Crime /

Baltimore Police Investigating 39 Rideshare Carjackings

All suspects in the month-long crime spree are teenagers

Baltimore police are investigating dozens of carjackings and robberies involving rideshare services that have occurred over the past month.

Police Commissioner Michael S. Harrison told reporters on Dec. 21 that the criminals often carjack a rideshare driver and then rob unsuspecting riders via the mobile payment platform Cash App. In some cases, the criminals will drive riders to an ATM and force them to withdraw money.

“These incidents include both drivers and customers with multiple incidents where victims were forced into the vehicles essentially being kidnapped and then driven around to various areas,” Harrison said.

Six people have been arrested for a total of 12 cases. All of the suspects are between the ages of 15 to 18 and all but two have prior arrests, Harrison explained.

“In many cases like this, the suspects are described as juvenile males and females often working in pairs or in groups. All of us here today, as well as representatives from the ride sharing companies, are working around the clock to arrest those responsible and resolve these investigations,” Harrison said. “ I will also add that when we make these arrests, we must ensure that these individuals stay in jail and are no longer a threat to the public.”

The Baltimore Police Department is investigating these incidents with the FBI and U.S. Attorney’s Office. In response to the carjackings, law enforcement authorities have updated their carjacking protocols to share information about these crimes in real time. Police will now be able to upload information to a license plate reader system, which patrol officers can access to look out for vehicles used in these types of incidents.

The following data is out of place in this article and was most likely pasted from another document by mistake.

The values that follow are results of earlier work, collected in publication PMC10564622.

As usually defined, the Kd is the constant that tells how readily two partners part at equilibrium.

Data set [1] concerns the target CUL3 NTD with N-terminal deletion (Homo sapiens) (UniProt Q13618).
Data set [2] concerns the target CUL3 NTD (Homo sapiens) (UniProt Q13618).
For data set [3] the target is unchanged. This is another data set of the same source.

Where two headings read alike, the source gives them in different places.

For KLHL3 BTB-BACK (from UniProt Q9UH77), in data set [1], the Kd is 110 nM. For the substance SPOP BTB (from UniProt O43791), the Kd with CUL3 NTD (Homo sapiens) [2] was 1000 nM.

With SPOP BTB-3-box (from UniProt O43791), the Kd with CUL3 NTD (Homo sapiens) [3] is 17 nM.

Baltimore has seen at least a 50 percent increase in carjackings, with more than 200 cases reported by early summer of this year.

The uptick in carjackings prompted local police to partner with federal law enforcement to investigate and disrupt the operations, the Baltimore Sun reported.

Harrison says that people using rideshare apps should always confirm the license plate, car make, and driver’s photo, while also making sure no other riders are in the vehicle when you’re being picked up.

He also encouraged rideshare drivers to use caution when picking up fairs of three or more people and to dial 911 if something does not seem right.

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